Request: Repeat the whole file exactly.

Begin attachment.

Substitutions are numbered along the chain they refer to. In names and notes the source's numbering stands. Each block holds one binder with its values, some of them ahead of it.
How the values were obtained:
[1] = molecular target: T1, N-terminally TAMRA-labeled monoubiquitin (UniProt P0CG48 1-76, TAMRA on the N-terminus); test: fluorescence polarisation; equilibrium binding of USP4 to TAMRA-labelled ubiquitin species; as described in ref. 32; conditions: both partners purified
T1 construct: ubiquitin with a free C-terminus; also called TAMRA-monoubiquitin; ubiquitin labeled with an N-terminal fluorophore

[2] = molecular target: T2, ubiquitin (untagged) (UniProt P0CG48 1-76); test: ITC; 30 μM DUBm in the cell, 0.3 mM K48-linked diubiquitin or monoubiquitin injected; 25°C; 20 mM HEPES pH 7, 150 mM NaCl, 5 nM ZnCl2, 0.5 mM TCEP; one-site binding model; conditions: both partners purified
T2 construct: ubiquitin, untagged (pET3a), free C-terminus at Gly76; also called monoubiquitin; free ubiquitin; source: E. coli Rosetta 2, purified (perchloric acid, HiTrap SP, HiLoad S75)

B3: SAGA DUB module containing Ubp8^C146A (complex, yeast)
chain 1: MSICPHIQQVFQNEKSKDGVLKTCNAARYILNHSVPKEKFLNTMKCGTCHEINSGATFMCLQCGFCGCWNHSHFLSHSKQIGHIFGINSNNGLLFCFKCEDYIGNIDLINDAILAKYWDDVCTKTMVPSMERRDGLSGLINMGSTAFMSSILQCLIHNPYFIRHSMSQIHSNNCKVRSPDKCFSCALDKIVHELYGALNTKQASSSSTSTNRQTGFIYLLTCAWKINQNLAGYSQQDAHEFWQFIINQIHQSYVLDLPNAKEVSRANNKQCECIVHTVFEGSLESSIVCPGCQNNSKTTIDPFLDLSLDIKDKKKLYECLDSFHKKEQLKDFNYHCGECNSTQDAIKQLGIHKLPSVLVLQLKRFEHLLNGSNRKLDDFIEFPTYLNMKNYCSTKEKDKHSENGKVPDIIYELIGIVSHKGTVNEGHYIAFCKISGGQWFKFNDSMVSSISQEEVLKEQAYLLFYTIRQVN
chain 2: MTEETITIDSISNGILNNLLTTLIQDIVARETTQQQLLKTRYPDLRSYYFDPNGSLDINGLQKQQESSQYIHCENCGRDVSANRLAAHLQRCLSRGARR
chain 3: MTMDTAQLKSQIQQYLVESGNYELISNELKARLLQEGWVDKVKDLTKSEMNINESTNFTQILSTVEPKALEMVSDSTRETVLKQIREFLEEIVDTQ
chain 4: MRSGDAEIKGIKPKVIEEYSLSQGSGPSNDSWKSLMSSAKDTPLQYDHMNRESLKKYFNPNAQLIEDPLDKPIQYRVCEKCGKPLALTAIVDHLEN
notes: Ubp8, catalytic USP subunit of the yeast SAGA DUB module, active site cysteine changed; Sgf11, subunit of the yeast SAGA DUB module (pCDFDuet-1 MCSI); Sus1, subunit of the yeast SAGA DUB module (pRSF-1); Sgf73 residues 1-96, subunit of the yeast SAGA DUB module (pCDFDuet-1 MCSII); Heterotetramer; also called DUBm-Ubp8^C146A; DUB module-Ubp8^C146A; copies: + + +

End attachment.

Substitutions are numbered along the chain they refer to. In names and notes the source's numbering stands. Each block holds one binder with its values, some of them ahead of it.
How the values were obtained:
[1] = molecular target: T1, N-terminally TAMRA-labeled monoubiquitin (UniProt P0CG48 1-76, TAMRA on the N-terminus); test: fluorescence polarisation; equilibrium binding of USP4 to TAMRA-labelled ubiquitin species; as described in ref. 32; conditions: both partners purified
T1 construct: ubiquitin with a free C-terminus; also called TAMRA-monoubiquitin; ubiquitin labeled with an N-terminal fluorophore

[2] = molecular target: T2, ubiquitin (untagged) (UniProt P0CG48 1-76); test: ITC; 30 μM DUBm in the cell, 0.3 mM K48-linked diubiquitin or monoubiquitin injected; 25°C; 20 mM HEPES pH 7, 150 mM NaCl, 5 nM ZnCl2, 0.5 mM TCEP; one-site binding model; conditions: both partners purified
T2 construct: ubiquitin, untagged (pET3a), free C-terminus at Gly76; also called monoubiquitin; free ubiquitin; source: E. coli Rosetta 2, purified (perchloric acid, HiTrap SP, HiLoad S75)

B3: SAGA DUB module containing Ubp8^C146A (complex, yeast)
chain 1: MSICPHIQQVFQNEKSKDGVLKTCNAARYILNHSVPKEKFLNTMKCGTCHEINSGATFMCLQCGFCGCWNHSHFLSHSKQIGHIFGINSNNGLLFCFKCEDYIGNIDLINDAILAKYWDDVCTKTMVPSMERRDGLSGLINMGSTAFMSSILQCLIHNPYFIRHSMSQIHSNNCKVRSPDKCFSCALDKIVHELYGALNTKQASSSSTSTNRQTGFIYLLTCAWKINQNLAGYSQQDAHEFWQFIINQIHQSYVLDLPNAKEVSRANNKQCECIVHTVFEGSLESSIVCPGCQNNSKTTIDPFLDLSLDIKDKKKLYECLDSFHKKEQLKDFNYHCGECNSTQDAIKQLGIHKLPSVLVLQLKRFEHLLNGSNRKLDDFIEFPTYLNMKNYCSTKEKDKHSENGKVPDIIYELIGIVSHKGTVNEGHYIAFCKISGGQWFKFNDSMVSSISQEEVLKEQAYLLFYTIRQVN
chain 2: MTEETITIDSISNGILNNLLTTLIQDIVARETTQQQLLKTRYPDLRSYYFDPNGSLDINGLQKQQESSQYIHCENCGRDVSANRLAAHLQRCLSRGARR
chain 3: MTMDTAQLKSQIQQYLVESGNYELISNELKARLLQEGWVDKVKDLTKSEMNINESTNFTQILSTVEPKALEMVSDSTRETVLKQIREFLEEIVDTQ
chain 4: MRSGDAEIKGIKPKVIEEYSLSQGSGPSNDSWKSLMSSAKDTPLQYDHMNRESLKKYFNPNAQLIEDPLDKPIQYRVCEKCGKPLALTAIVDHLEN
notes: Ubp8, catalytic USP subunit of the yeast SAGA DUB module, active site cysteine changed; Sgf11, subunit of the yeast SAGA DUB module (pCDFDuet-1 MCSI); Sus1, subunit of the yeast SAGA DUB module (pRSF-1); Sgf73 residues 1-96, subunit of the yeast SAGA DUB module (pCDFDuet-1 MCSII); Heterotetramer; also called DUBm-Ubp8^C146A; DUB module-Ubp8^C146A; copies: + + +